Road Trip With Bunny?

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Hey Everyone,

I was wondering if anyone had any advice on traveling with a bunny? My boyfriend and I are planning a trip to New York in about two weeks and it's about a ten hour drive. I really want to take my rabbit with us but I'm also hesitant. I don't really have anyone who I'd trust to watch her for an entire week and I'm not sure if I would be able to board her at her vet or not. She doesn't really mind the car, but she does not like her carrier. I want her to be as comfortable as possible on that long drive, but I also don't want to endanger her in anyway. Does anyone have any tips on traveling long distances in a car with their babies? Is there a way to make sure she takes water and food and goes to the bathroom? Would it be best to just leave her here? Thanks everyone!
 

Blue eyes

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Here's a good link on transport tips:
http://www.medirabbit.com/EN/Transport/Car/Car.htm

It's best to keep her in the carrier during the journey. It's the safest for her. Keep stops to a minimum to make the trip as short as possible. Keep hay in there and a water bottle.

Once you've arrived, she can get out in whatever space you have for her. I like to use ex-pens for such occasions. I bring mats from their home cage and their litter box so it seems less unfamiliar. I either bring a (collapsible) cardboard box or use the carrier as a hidey place inside her new area.

Here are a couple "away from home" setups: (the last one was in a hotel)
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Apollo’s Slave

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If she’s skittish or scared easily it might be better to leave her but many bunnies do fine in travel.

If you want to take her with you keep her in her carrier. It’s safer for all of you.
I put a towel in my carrier and add a lot of hay. If you have one of those carriers that can put a water bottle on the outside of it do that, otherwise you’ll have to keep making sure she’s drinking. Id also put a towel that smells like her over the carrier. I find that my rabbit is calmer when he can’t see what’s going on. Every time you stop for petrol (gas) or food, offer water and maybe veggies if you need to feed her.

The setups @Blue eyes posted are good!

If your hesitant to take her with you, some people board bunnies for fairly cheap. My local farm boards bunnies for £9 a day but I found a really good business that boards bunnies for £15 but is heated and AC and they provide everything.
I’m not sure how much my vet cost (probably pretty expensive).
Google ‘rabbit boarding’ near me or in my area and some results with come up. Two weeks could be pretty pricey but you should be able to find someone within your budget. Also a neighbour maybe could do it. Maybe a neighbours kid (13+).They’d do it for cheap and with a simple list of what to do, your rabbit should be okay for 2 weeks. Someone with a pet???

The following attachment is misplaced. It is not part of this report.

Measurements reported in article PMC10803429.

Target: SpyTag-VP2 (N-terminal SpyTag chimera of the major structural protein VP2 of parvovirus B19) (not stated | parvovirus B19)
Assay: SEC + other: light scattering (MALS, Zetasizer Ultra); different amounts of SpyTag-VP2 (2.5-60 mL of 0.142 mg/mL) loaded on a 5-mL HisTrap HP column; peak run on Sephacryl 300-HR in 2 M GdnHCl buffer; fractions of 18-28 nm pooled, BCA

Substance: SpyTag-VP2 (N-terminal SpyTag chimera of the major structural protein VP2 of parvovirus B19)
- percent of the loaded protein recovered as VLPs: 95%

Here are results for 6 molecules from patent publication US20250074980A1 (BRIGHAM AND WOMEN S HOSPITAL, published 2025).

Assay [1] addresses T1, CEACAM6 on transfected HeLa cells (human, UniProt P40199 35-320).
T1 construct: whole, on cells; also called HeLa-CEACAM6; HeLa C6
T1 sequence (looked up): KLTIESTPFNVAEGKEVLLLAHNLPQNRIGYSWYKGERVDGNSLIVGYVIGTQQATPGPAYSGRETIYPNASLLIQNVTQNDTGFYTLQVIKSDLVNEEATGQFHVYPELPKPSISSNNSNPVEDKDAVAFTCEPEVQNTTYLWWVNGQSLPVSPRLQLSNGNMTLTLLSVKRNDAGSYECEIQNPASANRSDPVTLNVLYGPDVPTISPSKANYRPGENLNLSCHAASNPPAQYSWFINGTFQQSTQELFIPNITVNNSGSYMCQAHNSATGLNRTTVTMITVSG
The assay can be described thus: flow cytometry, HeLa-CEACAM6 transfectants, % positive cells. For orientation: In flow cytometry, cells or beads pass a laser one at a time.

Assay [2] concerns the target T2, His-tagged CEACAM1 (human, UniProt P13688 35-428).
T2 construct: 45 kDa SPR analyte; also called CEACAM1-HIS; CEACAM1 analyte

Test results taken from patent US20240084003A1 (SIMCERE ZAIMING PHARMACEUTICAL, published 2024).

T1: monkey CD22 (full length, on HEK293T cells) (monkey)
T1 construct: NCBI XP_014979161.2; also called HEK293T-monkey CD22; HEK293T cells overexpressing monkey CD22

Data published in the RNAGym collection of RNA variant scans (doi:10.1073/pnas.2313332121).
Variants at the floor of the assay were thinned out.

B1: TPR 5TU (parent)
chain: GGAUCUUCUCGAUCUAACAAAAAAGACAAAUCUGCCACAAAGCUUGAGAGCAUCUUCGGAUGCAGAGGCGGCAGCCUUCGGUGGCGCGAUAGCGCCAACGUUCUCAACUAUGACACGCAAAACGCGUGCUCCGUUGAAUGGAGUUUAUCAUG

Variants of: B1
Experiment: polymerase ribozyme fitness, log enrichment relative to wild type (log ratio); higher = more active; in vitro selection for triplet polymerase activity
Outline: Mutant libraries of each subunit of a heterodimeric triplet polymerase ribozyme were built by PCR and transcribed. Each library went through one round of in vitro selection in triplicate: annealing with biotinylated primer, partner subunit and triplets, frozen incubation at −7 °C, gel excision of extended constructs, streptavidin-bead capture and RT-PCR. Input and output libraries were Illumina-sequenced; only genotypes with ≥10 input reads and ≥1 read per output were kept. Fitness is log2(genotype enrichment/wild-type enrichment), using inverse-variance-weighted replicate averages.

Mariam+Theo

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This is probably a horrible idea, but whatever. I was thinking if you have a larger car (like a minivan, suburban, or 4 runner) you could lay back or remove the bottom seats and set up a playpen back there with the flooring a tarp/blanket, and bring water, a litter box, and hay. She might get slung around so maybe not a good idea. Just an idea that popped up in my head.
 

Blue eyes

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This is probably a horrible idea, but whatever. I was thinking if you have a larger car (like a minivan, suburban, or 4 runner) you could lay back or remove the bottom seats and set up a playpen back there with the flooring a tarp/blanket, and bring water, a litter box, and hay. She might get slung around so maybe not a good idea. Just an idea that popped up in my head.

The carrier is safer because she won't get flung around (as you mentioned). They are usually stressed anyway so being confined in the small space of a carrier can make them feel safer (like hiding).

The hutch Larry (@Nancy McClelland ) mentioned has the same idea as a carrier -- a familiar, confined space.
 

Hermelin

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You can train her and get used with the carrier. But if she really get stressed then it will be best to leave her home.

Myself own two bunnies that will just eat the hay, wet veggies and sleep when they ride the car in the carrier. They even run up to the carrier and try to break into it before we go. Because they know they will get yummy treats/food and can be lazy bunnies. They fall asleep deep and always flop.

While the one that stress can only handle 3 hours of car drive. She won’t eat the food or drink water but will only nibble a little hay. You can really see how stressed and scared she gets.

But you know your bunny best what she can handle and be okay with.
 

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